The August 6th set of Publisher Weekly fiction reviews are now online and feature a couple of interesting books in translation.
The first is Cries in the Drizzle (which sounds like a translated title) by Yu Hua “depicts a family’s life in the Zhejiang province of Maoist China during the 1970s.” According to PW, “The narrative flits between time and space to create the landscape of Sun Guanglin’s youth [. . .] Though the fractured structure has its disjointed moments, Barr’s translation perfectly captures the ebb and flow of a community on the brink of change.”
Personally, I’m more interested in the review of Christian Oster’s The Unforeseen, the review of which ends with this intriguing statement:
The result is a love story deeply informed by Beckett (complete with the narrator acquiring a limp like that of Molloy‘s title character), where swells of feeling are tracked in sneezes as involuntary as love itself.
I thought A Cleaning Woman was an excellent book—and movie (and not just because I have a crush on the leading actress)—and can’t wait to read this new title. Good to see that someone is still publishing quirky, funny French writers. There are a slew referenced in Warren Motte’s excellent Fables of the Novel, although only a handful of the books he writes about have made it into English.
The biggest issues with books like The Subsidiary often have to do with their underpinnings—when we learn that Georges Perec wrote La Disparition without once using the letter E, we are impressed. Imagine such a task! It takes a high. . .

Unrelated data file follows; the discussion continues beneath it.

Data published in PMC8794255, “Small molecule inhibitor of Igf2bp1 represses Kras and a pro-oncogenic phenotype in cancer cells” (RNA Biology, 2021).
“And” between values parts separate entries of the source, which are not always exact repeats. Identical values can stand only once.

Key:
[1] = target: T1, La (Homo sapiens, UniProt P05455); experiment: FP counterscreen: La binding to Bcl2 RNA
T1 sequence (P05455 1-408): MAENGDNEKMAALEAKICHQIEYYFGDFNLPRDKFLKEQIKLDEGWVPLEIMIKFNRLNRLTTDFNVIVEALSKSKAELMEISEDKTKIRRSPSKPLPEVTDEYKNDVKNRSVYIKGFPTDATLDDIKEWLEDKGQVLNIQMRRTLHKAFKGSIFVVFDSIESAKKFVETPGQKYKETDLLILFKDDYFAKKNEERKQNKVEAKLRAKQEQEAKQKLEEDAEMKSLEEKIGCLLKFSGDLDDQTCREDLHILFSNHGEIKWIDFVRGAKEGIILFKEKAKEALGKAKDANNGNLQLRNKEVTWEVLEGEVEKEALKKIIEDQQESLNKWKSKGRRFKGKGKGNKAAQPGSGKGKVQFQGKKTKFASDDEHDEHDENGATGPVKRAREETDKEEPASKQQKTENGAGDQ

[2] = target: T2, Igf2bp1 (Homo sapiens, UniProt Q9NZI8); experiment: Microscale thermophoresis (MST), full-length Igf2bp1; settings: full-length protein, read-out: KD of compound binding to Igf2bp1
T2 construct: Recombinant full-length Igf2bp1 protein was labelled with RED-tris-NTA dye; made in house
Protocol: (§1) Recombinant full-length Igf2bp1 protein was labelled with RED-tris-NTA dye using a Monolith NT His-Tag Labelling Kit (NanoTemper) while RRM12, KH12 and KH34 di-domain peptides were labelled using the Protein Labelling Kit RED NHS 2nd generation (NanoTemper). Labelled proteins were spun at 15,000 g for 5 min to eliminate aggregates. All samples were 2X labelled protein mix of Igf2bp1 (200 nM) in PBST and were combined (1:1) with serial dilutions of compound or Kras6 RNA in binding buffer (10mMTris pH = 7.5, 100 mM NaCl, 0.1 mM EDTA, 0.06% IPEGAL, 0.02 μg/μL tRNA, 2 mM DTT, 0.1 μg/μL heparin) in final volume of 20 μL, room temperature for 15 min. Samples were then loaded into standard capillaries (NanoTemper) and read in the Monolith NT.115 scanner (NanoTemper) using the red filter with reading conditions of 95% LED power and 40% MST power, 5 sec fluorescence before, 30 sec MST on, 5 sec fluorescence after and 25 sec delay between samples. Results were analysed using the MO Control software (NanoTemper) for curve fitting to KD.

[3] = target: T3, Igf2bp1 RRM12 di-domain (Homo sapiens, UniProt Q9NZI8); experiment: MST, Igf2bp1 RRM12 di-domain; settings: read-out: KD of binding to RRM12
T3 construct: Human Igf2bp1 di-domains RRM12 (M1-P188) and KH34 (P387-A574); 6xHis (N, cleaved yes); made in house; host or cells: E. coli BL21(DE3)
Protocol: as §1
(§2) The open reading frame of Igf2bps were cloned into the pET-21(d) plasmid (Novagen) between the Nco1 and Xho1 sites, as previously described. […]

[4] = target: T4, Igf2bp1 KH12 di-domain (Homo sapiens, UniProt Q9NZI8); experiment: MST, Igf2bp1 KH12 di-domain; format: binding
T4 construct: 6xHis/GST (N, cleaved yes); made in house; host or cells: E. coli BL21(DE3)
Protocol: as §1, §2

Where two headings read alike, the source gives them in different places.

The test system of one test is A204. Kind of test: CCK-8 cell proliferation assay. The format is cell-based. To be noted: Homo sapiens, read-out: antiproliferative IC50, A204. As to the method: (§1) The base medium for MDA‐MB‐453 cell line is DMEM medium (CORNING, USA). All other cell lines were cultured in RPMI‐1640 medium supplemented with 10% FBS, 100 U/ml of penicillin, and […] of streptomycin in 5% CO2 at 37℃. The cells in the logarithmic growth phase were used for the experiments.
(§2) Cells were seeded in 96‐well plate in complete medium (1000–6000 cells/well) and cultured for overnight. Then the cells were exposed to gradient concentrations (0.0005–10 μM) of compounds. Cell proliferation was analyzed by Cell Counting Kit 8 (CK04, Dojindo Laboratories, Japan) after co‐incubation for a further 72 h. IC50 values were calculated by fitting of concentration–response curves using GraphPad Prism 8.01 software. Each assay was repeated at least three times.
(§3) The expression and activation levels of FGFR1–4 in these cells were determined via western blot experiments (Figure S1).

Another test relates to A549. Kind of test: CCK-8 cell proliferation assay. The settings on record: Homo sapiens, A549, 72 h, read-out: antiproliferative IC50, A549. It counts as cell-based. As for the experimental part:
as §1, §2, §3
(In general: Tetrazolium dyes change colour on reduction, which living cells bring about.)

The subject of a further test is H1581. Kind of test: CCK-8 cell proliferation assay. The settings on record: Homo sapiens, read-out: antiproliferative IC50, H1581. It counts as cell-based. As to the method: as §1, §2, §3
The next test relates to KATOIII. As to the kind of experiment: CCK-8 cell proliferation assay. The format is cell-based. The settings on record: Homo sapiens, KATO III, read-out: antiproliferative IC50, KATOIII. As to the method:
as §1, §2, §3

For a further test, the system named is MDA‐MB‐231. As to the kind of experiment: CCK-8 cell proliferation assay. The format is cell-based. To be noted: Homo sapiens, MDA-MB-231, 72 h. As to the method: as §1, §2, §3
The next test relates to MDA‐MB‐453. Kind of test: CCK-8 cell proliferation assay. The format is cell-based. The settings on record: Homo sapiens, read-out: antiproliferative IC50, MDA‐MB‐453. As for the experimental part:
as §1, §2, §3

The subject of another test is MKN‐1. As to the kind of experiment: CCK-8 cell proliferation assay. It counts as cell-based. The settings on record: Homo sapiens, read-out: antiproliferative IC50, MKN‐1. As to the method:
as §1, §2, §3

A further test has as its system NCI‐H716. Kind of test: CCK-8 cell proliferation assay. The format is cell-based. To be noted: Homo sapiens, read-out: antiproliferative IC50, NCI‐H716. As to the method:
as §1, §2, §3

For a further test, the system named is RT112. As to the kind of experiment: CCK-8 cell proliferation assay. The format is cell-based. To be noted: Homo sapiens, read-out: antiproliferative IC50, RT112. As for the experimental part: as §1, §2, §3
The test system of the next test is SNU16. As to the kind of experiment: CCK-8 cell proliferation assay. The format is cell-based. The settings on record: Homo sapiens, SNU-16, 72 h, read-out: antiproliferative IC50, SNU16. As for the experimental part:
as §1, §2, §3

Following The Infatuations, Javier Marías’s latest novel seems, like those that have preceded it, an experiment to test fiction’s capacity to mesmerize with sombre-sexy atmospheres and ruminative elongated sentences stretched across windowless walls of paragraphs. Thus Bad Begins offers his. . .
Death by Water, Kenzaburo Oe’s latest novel to be translated into English, practically begs you to read it as autobiography. Like The Changeling, as well as many other works not yet released in English, Death by Water is narrated in. . .
Jocelyne Saucier’s Twenty-One Cardinals is about the type of unique, indestructible, and often tragic loyalty only found in families. For a brief but stunningly mesmerizing 169 pages, Twenty-One Cardinals invited me in to the haunting and intimate world of the. . .
We know so very little; so little that what we think to be knowledge is hardly worth reckoning with at all; instead we ought to settle for being pleasantly surprised if, on the edge of things, against all expectations, our. . .
Many of Virginie Despentes’s books revolve around the same central idea: “To be born a woman [is] the worst fate in practically every society.” But this message is nearly always packaged in easy-to-read books that fill you with the pleasure. . .
Ilja Leonard Pfeijffer’s La Superba is appropriately titled after the Italian city of Genoa, where, after escaping the pressures of fame in his own country, the semi-autobiographical narrator finds himself cataloguing the experiences of its mesmerizing inhabitants with the intention. . .